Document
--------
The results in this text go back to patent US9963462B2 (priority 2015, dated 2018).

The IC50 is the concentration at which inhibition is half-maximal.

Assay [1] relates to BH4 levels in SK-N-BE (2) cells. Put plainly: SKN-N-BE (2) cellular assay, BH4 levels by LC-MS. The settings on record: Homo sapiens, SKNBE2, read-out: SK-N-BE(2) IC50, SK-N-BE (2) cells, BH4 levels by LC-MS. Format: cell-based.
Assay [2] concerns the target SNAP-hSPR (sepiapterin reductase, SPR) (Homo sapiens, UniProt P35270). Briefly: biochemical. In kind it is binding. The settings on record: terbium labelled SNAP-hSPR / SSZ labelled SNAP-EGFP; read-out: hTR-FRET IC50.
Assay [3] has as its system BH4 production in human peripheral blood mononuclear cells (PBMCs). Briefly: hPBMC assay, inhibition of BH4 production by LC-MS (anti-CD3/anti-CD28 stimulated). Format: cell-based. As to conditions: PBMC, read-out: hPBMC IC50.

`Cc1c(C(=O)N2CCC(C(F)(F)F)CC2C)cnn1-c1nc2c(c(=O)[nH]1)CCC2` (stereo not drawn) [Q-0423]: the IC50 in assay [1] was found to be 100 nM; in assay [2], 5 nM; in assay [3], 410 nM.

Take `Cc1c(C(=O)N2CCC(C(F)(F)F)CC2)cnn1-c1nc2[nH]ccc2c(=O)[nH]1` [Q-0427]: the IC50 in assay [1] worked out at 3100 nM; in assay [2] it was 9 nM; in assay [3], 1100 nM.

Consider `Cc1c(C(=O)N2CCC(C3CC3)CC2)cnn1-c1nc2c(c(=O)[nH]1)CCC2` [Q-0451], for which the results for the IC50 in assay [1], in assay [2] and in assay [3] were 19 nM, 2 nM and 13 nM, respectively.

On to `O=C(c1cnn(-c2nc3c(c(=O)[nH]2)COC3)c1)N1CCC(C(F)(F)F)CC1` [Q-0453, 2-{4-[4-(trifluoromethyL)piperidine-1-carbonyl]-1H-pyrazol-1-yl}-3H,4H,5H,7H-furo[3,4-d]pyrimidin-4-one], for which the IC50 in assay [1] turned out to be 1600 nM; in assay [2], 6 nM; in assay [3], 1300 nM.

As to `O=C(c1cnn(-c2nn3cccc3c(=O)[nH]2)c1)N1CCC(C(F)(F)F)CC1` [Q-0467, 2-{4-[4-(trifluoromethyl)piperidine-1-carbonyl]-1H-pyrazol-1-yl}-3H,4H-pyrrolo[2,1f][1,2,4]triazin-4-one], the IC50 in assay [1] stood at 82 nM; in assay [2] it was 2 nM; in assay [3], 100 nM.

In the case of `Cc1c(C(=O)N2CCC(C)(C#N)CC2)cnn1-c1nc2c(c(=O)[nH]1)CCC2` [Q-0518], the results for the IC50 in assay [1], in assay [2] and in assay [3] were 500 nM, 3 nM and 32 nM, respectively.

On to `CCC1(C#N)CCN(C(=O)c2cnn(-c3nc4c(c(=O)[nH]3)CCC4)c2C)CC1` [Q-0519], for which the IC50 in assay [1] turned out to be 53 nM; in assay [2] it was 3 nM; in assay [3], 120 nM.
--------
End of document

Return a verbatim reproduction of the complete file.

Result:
The results in this text go back to patent US9963462B2 (priority 2015, dated 2018).

The IC50 is the concentration at which inhibition is half-maximal.

Assay [1] relates to BH4 levels in SK-N-BE (2) cells. Put plainly: SKN-N-BE (2) cellular assay, BH4 levels by LC-MS. The settings on record: Homo sapiens, SKNBE2, read-out: SK-N-BE(2) IC50, SK-N-BE (2) cells, BH4 levels by LC-MS. Format: cell-based.
Assay [2] concerns the target SNAP-hSPR (sepiapterin reductase, SPR) (Homo sapiens, UniProt P35270). Briefly: biochemical. In kind it is binding. The settings on record: terbium labelled SNAP-hSPR / SSZ labelled SNAP-EGFP; read-out: hTR-FRET IC50.
Assay [3] has as its system BH4 production in human peripheral blood mononuclear cells (PBMCs). Briefly: hPBMC assay, inhibition of BH4 production by LC-MS (anti-CD3/anti-CD28 stimulated). Format: cell-based. As to conditions: PBMC, read-out: hPBMC IC50.

`Cc1c(C(=O)N2CCC(C(F)(F)F)CC2C)cnn1-c1nc2c(c(=O)[nH]1)CCC2` (stereo not drawn) [Q-0423]: the IC50 in assay [1] was found to be 100 nM; in assay [2], 5 nM; in assay [3], 410 nM.

Take `Cc1c(C(=O)N2CCC(C(F)(F)F)CC2)cnn1-c1nc2[nH]ccc2c(=O)[nH]1` [Q-0427]: the IC50 in assay [1] worked out at 3100 nM; in assay [2] it was 9 nM; in assay [3], 1100 nM.

Consider `Cc1c(C(=O)N2CCC(C3CC3)CC2)cnn1-c1nc2c(c(=O)[nH]1)CCC2` [Q-0451], for which the results for the IC50 in assay [1], in assay [2] and in assay [3] were 19 nM, 2 nM and 13 nM, respectively.

On to `O=C(c1cnn(-c2nc3c(c(=O)[nH]2)COC3)c1)N1CCC(C(F)(F)F)CC1` [Q-0453, 2-{4-[4-(trifluoromethyL)piperidine-1-carbonyl]-1H-pyrazol-1-yl}-3H,4H,5H,7H-furo[3,4-d]pyrimidin-4-one], for which the IC50 in assay [1] turned out to be 1600 nM; in assay [2], 6 nM; in assay [3], 1300 nM.

As to `O=C(c1cnn(-c2nn3cccc3c(=O)[nH]2)c1)N1CCC(C(F)(F)F)CC1` [Q-0467, 2-{4-[4-(trifluoromethyl)piperidine-1-carbonyl]-1H-pyrazol-1-yl}-3H,4H-pyrrolo[2,1f][1,2,4]triazin-4-one], the IC50 in assay [1] stood at 82 nM; in assay [2] it was 2 nM; in assay [3], 100 nM.

In the case of `Cc1c(C(=O)N2CCC(C)(C#N)CC2)cnn1-c1nc2c(c(=O)[nH]1)CCC2` [Q-0518], the results for the IC50 in assay [1], in assay [2] and in assay [3] were 500 nM, 3 nM and 32 nM, respectively.

On to `CCC1(C#N)CCN(C(=O)c2cnn(-c3nc4c(c(=O)[nH]3)CCC4)c2C)CC1` [Q-0519], for which the IC50 in assay [1] turned out to be 53 nM; in assay [2] it was 3 nM; in assay [3], 120 nM.